Five Don’ts for Pitching Books and Manuscripts
- By: Jessica Faust | Date: Apr 22 2011
Author Name: Krista Davis
Title of Book: The Diva Haunts the House
Publisher: Berkley Prime Crime
Pub Date: Coming September 6th
Agent: Jessica Faust
Malice Domestic Convention (https://www.malicedomestic.org/)
Mystery authors are about to descend on Bethesda, Maryland, for the annual Malice Domestic Convention, which celebrates traditional and cozy mysteries. Right about now, everyone is practicing their elevator pitches for Malice Go Round. It’s their opportunity to sit at a table with readers and sell their books. But there’s a catch — they only have two minutes! There are twenty tables in the room with two authors seated at each table of readers. When the cue is given, each author has two minutes to talk about his or her books. Then the authors rise and switch tables. It’s exhausting but it’s also a lot of fun. I’m no pro, but I have picked up on a few mistakes that authors make. (I’ve made them, too!) Last year, when Jessica and I spoke about it, she noted that many are the same mistakes that writers make when sending her queries. Don’t let these happen to you.
1. Don’t bore them with structure.
“I based The Quintessential Murder on the hero’s journey.”
Are you bored yet? Me, too. If you’re a writer, you might enjoy discussing the structure of a book, but it doesn’t spark interest in a book for most people.
2. Don’t waste time with the obvious.
“My books are about the relationships between people and how they react to a murder in their midst.”
Doesn’t that apply to most mysteries? If you’re a New York Times Bestselling author, you could get away with this. Then again, your audience would be just as thrilled if you leaned toward them and asked if your mascara had smeared.
3. Don’t overload them with names.
“John and Mary have a complicated relationship. That’s because of Sam, who never liked his mother, Imelda, who is a difficult woman at best. So when Arthur and Hugo enter the picture . . . .”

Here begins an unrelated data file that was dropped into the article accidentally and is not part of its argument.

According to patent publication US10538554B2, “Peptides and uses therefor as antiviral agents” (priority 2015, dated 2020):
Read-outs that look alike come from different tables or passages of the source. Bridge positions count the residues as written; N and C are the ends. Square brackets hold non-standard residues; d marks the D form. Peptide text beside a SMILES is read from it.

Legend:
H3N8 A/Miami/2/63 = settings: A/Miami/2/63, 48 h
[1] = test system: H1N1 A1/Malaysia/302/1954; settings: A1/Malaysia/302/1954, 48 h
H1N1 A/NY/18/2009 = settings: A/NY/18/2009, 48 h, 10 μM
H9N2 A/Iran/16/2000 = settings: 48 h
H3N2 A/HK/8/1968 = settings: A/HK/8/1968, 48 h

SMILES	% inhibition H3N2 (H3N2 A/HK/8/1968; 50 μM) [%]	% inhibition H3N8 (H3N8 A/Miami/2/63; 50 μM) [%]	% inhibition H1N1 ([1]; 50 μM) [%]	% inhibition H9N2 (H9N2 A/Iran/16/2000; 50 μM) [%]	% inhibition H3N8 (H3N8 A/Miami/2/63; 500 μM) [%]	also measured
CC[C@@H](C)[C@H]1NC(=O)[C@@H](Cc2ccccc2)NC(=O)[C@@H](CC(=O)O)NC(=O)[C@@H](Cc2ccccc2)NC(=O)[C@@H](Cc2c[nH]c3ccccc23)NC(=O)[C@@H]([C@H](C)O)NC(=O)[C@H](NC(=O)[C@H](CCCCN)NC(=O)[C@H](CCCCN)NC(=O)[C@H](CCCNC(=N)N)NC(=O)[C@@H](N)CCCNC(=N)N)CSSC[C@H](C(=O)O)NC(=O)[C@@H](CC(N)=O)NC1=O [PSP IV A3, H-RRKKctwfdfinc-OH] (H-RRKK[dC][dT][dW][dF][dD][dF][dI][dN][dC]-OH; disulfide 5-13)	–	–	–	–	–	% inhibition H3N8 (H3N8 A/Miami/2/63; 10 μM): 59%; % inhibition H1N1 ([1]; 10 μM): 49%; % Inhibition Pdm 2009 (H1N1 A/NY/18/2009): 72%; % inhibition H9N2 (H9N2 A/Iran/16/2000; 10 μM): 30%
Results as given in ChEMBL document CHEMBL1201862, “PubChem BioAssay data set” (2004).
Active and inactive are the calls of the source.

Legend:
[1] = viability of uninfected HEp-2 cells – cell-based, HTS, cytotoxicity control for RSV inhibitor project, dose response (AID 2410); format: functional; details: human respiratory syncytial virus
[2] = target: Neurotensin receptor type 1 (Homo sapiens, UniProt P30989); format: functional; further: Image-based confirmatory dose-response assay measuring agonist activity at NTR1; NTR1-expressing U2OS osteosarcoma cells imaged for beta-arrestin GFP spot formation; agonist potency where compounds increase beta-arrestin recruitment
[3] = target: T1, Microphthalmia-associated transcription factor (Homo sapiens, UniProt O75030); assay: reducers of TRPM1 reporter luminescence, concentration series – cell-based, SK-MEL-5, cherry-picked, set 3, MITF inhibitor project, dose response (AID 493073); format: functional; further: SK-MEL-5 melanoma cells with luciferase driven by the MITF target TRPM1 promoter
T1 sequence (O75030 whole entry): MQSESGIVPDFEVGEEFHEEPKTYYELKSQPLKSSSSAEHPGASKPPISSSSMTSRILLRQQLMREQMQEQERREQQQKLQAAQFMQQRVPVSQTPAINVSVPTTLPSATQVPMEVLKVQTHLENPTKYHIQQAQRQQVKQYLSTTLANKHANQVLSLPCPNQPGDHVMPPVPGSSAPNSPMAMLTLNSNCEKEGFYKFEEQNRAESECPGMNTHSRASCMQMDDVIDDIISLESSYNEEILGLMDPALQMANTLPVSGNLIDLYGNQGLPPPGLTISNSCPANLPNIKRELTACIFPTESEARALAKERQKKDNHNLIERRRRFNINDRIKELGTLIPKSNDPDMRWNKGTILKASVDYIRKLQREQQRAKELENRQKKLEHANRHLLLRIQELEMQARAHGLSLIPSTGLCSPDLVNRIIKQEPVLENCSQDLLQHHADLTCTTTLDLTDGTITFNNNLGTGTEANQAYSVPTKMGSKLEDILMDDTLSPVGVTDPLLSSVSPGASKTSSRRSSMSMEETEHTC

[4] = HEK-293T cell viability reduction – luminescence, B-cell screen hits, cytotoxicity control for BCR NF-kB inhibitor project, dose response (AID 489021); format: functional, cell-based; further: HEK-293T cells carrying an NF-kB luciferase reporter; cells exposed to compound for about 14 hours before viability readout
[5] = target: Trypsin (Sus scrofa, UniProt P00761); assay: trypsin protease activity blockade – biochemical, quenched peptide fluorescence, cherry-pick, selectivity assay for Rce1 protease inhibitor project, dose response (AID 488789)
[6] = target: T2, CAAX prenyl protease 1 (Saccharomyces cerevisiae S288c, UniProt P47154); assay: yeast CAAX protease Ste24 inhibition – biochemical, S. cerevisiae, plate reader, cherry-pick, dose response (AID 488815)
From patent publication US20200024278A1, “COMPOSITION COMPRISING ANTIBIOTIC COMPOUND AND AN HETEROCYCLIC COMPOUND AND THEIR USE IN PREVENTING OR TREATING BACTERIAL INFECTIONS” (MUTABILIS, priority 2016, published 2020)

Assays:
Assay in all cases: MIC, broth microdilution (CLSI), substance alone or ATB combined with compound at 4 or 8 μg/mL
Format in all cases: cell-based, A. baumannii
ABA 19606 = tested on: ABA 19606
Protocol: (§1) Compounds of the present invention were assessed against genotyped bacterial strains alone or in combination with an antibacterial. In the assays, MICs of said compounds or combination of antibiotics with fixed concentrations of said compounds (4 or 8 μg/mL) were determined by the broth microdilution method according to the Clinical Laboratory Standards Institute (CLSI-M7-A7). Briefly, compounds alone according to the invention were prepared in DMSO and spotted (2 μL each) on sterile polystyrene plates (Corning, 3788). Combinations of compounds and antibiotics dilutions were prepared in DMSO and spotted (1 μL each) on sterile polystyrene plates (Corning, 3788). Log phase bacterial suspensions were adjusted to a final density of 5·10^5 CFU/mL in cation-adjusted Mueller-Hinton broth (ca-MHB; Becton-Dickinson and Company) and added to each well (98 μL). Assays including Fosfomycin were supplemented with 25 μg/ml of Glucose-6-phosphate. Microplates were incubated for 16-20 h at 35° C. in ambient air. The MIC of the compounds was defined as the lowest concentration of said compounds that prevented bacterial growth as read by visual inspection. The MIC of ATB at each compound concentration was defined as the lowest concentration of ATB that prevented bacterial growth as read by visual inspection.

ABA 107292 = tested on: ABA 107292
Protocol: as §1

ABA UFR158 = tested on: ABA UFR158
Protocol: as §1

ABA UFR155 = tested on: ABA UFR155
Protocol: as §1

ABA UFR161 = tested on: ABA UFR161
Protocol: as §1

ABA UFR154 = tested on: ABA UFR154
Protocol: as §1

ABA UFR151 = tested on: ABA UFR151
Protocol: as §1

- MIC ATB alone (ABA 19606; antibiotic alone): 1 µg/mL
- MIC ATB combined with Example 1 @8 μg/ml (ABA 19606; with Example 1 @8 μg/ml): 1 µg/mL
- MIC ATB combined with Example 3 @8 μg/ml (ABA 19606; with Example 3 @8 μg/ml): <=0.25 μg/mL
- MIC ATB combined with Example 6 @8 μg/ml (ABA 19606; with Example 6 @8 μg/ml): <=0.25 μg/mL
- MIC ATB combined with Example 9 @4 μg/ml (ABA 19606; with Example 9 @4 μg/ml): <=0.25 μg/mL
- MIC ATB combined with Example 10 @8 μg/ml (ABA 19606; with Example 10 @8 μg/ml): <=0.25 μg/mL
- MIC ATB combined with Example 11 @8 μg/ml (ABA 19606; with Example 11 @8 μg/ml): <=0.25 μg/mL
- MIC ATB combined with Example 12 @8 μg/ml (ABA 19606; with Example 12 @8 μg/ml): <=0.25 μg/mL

Lost yet? Limit yourself to two or three names. Other people can be identified by tags, like “Sam’s mother,” to simplify things for the reader or listener. And be specific. How is the relationship complicated? How does that impact the plot? Who is the book about?
4. Don’t tell them the story behind the story.
“In this book I wanted to explore the dynamics of a troubled marriage in the computer age. There are so many changes in our lives now that we’re available 24/7. We’re never without our smart phones anymore.”
But what’s the story about?
5. Don’t digress to subplots.
“Amy Pierson’s sister disappears two days before her wedding. The window to her bedroom had been broken from the outside, and a red feather was left in the middle of the floor. Then Amy’s brother announces his engagement, but his fiancee is a ditz whom no one likes and she drives to Scranton to see her ex-husband who runs a video arcade.”
Wait, wait! This one starts out well, but slides right into a side plot. Stick to the primary story. What about the sister who disappeared? That’s far more interesting than the brother’s little problem. Whether you’re querying BookEnds or pitching under pressure at Malice Go Round, remember that it’s all about telling a great story. Good luck!
Krista Davis writes the Domestic Diva Mystery series for Berkley Prime Crime. Her first book, THE DIVA RUNS OUT OF THYME, was nominated for an Agatha. Krista’s most recent release is THE DIVA COOKS A GOOSE, and she’s looking forward to September 6th, when her Halloween-themed mystery, THE DIVA HAUNTS THE HOUSE, will be available.
Visit Krista at her website DivaMysteries.com. Krista blogs at MysteryLoversKitchen.com, where mystery writers cook up crime . . . and recipes, and at www.KillerCharacters.com, where the characters do the blogging!